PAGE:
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Opinion: Is 'White Women' Really a Disparaging Term

“White women” is now a disparaging term, says Kyle Smith of the National Review.


In a dismissive barrage of privileged and tone-deaf ramblings, Smith attempts to castigate the people who have called out problematic white women. And if we are being honest, white women have always been just as problematic as white men. However, that’s something Smith won’t admit.

Instead readers were subjected to his accounts of their victimhood.

He, completely, ignored the blatant issues highlighted by various media outlets writing:

“Today, white women are being lumped together into a giant bloc subject to absurdly broad stereotyping and vitriolic condemnation. They’re being told to step back and know their place by writers in the New York Times (“white women benefit from patriarchy by trading on their whiteness to monopolize resources for mutual gain”), The New Yorker (“despite the enduring legacy of testimony by black women, white women have often played the protagonists in the history of sexual violence, and black women have been relegated to the supporting cast”) and NBC News (“white women who voted for Trump . . . clearly have no issue with the president’s openly misogynistic behavior, his demeaning of female reporters and his mocking of [Christine Blasey] Ford”).”

Smith even, single-handedly, placed the onus of “white women” becoming a disparaging term on Susan Collins stating:

“The proximate cause of “white women” being turned into a pejorative is Senator Susan Collins, whose support for Brett Kavanaugh a week ago was in line with her support for Supreme Court nominees in general. She has voted for all of them. Moreover, she enjoys an 88 percent rating from the National Organization for Women. Yet Collins’s vote inspired Alexis Grenell, the author of the Times op-ed quoted above, to say white women voted for Trump “to prop up their whiteness.” Women’s March leader Linda Sarsour denounced Collins as “the mother & grandmother of white women in America who gave us a Donald Trump presidency.”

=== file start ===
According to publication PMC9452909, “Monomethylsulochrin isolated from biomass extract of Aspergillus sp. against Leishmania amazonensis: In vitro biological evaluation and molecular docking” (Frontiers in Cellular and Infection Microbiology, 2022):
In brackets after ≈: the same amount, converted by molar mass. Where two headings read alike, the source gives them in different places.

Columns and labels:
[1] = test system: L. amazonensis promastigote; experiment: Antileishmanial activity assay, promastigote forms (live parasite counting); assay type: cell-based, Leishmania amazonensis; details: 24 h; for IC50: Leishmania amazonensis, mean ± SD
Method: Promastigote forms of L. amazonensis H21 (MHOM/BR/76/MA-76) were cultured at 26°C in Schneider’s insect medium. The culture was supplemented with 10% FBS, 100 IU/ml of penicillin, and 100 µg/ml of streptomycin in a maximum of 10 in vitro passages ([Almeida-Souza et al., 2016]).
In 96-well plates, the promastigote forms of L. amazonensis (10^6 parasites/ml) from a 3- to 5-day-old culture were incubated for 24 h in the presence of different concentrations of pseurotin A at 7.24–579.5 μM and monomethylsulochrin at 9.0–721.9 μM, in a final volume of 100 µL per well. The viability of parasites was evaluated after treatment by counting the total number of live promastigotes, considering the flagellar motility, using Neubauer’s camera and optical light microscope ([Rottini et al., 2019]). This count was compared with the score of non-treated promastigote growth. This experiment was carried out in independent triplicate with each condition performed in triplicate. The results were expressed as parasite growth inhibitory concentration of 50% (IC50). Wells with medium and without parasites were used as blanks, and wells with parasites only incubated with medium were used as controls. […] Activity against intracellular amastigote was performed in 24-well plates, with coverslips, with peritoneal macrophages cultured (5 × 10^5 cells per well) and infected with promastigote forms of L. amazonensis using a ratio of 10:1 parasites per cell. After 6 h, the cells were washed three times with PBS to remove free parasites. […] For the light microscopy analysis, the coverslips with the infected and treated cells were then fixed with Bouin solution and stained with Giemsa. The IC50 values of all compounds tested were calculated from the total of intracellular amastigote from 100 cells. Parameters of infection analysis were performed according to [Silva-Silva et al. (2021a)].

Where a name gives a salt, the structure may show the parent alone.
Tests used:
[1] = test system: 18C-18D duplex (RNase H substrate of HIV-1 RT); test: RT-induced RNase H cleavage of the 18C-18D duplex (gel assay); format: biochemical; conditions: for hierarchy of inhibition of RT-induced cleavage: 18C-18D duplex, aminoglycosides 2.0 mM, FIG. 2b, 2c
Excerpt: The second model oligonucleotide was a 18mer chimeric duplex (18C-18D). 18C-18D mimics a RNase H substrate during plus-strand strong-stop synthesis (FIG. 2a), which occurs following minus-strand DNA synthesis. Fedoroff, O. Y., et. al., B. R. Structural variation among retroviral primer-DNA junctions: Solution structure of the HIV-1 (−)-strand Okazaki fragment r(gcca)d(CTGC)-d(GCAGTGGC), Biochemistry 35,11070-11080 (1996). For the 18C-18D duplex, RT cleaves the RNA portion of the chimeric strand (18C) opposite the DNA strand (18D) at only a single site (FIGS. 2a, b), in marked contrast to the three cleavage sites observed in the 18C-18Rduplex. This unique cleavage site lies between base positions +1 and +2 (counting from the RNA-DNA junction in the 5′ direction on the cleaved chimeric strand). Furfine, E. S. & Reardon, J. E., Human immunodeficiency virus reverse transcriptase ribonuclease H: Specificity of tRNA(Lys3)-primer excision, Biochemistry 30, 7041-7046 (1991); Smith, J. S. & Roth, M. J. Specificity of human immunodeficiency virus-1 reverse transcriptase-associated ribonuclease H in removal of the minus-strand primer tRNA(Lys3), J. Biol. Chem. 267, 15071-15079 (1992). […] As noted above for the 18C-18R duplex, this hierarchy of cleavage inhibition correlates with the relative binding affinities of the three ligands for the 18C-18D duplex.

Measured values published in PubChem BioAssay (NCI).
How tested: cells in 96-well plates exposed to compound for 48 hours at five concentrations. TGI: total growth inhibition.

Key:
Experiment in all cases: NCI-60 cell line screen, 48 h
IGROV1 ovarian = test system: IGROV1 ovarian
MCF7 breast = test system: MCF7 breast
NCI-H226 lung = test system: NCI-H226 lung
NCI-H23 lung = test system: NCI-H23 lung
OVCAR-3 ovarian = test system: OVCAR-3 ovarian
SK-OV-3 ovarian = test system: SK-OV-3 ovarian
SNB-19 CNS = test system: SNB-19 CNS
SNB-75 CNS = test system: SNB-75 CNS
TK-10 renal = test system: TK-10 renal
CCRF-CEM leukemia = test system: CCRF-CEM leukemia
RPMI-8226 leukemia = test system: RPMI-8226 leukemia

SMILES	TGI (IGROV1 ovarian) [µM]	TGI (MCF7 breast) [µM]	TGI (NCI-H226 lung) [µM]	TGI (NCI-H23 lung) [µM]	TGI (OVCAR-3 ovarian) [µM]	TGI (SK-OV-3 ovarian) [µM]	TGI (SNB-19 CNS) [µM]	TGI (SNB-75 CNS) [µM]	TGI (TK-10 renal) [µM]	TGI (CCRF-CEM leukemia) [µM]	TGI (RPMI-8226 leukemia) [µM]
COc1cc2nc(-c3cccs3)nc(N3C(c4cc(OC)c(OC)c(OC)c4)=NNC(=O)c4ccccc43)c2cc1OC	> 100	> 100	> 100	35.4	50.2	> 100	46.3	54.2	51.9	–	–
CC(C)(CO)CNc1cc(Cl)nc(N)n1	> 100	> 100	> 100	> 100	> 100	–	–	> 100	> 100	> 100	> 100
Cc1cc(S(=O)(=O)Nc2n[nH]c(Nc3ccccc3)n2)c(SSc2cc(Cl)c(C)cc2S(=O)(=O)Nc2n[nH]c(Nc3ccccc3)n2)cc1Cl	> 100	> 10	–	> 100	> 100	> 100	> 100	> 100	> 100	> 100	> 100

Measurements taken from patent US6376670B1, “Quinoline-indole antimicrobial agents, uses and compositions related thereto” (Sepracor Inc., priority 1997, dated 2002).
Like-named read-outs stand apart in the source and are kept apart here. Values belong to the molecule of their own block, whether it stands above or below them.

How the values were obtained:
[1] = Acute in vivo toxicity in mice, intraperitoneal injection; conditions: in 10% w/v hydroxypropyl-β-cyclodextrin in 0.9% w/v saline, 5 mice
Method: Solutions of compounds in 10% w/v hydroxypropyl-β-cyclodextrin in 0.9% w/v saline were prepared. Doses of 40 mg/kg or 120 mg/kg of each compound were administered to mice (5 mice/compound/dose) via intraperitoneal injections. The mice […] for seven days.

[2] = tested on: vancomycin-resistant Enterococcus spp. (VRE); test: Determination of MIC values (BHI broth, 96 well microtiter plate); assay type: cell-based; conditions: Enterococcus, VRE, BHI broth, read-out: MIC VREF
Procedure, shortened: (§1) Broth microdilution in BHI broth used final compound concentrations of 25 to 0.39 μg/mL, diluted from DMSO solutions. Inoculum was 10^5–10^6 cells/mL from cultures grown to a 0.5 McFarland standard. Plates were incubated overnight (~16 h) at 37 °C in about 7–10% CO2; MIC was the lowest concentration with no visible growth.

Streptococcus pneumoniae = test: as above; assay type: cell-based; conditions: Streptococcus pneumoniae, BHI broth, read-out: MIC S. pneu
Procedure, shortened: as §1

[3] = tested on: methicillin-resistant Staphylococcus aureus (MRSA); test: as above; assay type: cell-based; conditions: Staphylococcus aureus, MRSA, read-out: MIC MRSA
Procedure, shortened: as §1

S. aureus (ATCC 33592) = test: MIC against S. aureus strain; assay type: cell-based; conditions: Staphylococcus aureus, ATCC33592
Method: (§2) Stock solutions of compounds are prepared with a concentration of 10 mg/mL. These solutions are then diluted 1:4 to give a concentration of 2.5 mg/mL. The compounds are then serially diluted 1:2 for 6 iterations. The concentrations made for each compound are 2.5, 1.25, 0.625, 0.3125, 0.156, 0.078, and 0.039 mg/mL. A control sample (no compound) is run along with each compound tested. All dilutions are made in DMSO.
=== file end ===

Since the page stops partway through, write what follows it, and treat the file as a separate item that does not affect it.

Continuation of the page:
He, clearly, turned a blind eye to the near daily occurrences of “nice, well-meaning” white women who call the police on Black folks who are minding their business. Evidently, he doesn’t read or watch the news. A simple Google search of “white women calling the police” could easily destroy his argument. Smith also overlooked the fact that white women, 53% to be exact, put Trump in office.

Lest we not forgot, white women attempting to co-opt movements started by Black people and then crying foul when they are called out.

Mr. Smith will disregard the countless stories of passive aggressiveness displayed by white women in the media, the workplace and in life in general. His heart must bleed listening to their empty apologies. His is the only one.

Instead of tasking his counterparts to do better, he deflected the conversation to how dismissed white men have done well in the justice game by voting for Hillary Clinton.

And by no means is anyone saying that white women haven’t been victimized.

But in Smith’s “chivalrous” undertaking to absolve white women of their violations, he erased the voices of the minorities affected by their actions.

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